Bacterial Growth and Division
533
is a time during the division cycle at
which
gene
expression
is
prohibited.
This momentary cessation of transcription
should not obscure the more fundamental
point that there does not appear to be
any speciFc control of gene expression for
any gene during the division cycle that is
related to the regulation of that gene during
the division cycle. One should imagine this
cessation of gene expression as merely a
necessary accommodation of transcription
to the needs of the cell for DNA replication.
It could be imagined that if the cell
were able to replicate DNA without any
cessation of transcription, there would be
no reason to expect that the cell would
alter speciFc gene expression at any point
during the division cycle.
The evidence for a smooth, continuous,
and exponential increase in cytoplasm
comes from experiments that use the
membrane-elution method, colloquially
referred to as the
baby
machine
(see
below). The pattern of DNA synthesis
during the division cycle, which was
subsequently shown to be correct by flow-
cytometric and other analyses, was actually
discovered using the membrane-elution
method. Thus, the results from a method
capable of producing an accurate analysis
of biosynthesis during the division cycle
have conFrmed the exponential synthesis
of cytoplasm.
In addition to this experimental support,
an evolutionary argument can be made
for an invariant rate of accumulation of
cytoplasm during the division cycle. If
the synthetic rate of an enzyme changed
abruptly during the division cycle, there
would be a relative excess or deFciency
of that enzyme at some point during the
division cycle; this would be an inefFcient
use of resources. The optimal allocation of
resources is for each component to be at a
constant concentration during the division
cycle. Cells would not evolve controls that
make them less efFcient in cell production.
The ideal pattern of cytoplasm synthesis
is an invariant cytoplasm composition
during the division cycle.
A third argument supporting exponen-
tial cytoplasm synthesis is that only this
pattern is explained in known biochemical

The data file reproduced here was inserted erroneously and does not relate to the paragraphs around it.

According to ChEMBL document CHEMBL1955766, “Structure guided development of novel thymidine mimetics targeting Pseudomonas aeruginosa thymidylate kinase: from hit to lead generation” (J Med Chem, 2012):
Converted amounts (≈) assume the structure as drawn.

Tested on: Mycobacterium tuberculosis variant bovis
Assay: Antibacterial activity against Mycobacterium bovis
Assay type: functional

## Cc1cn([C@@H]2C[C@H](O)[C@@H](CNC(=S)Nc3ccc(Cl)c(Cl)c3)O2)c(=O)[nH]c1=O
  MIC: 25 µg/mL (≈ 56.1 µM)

terms. The cycle-independent exponential
synthesis of cytoplasm can be derived
from our current understanding of the
biochemistry of macromolecule synthesis.
Enzymes make RNA and protein, which
make ribosomes, which then lead to more
protein synthesis. More proteins mean
more RNA polymerases, more catabolic
and anabolic enzymes, and the continu-
ously increasing ability of the cell to make
more and more cytoplasm. In contrast, if
newly synthesized material were
not
active
or available for synthesis when made, but
instead was recruited for biosynthesis only
at the instant of division or at some spe-
ciFc cell-cycle age, one would have linear
cytoplasm synthesis during the division
cycle. There are no known mechanisms
enabling the cell to distinguish between
newly synthesized cytoplasm and old cyto-
plasm, or which lead to cell-cycle-speciFc
variation in the synthetic rate of any par-
ticular molecule during the division cycle.
We therefore conclude that in theory as
well as in practice, cytoplasm increases
uneventfully and exponentially during the
division cycle.
3.1.2
Variation in the Rate of Cytoplasm
Increase
The continuous variation in allowable
growth rates may be understood by parti-
tioning the cytoplasm into those molecules
involved in cytoplasm synthesis and that
are absolutely necessary for growth (ribo-
somes, RNA polymerases, etc.) and those
molecules that are involved in dispensable
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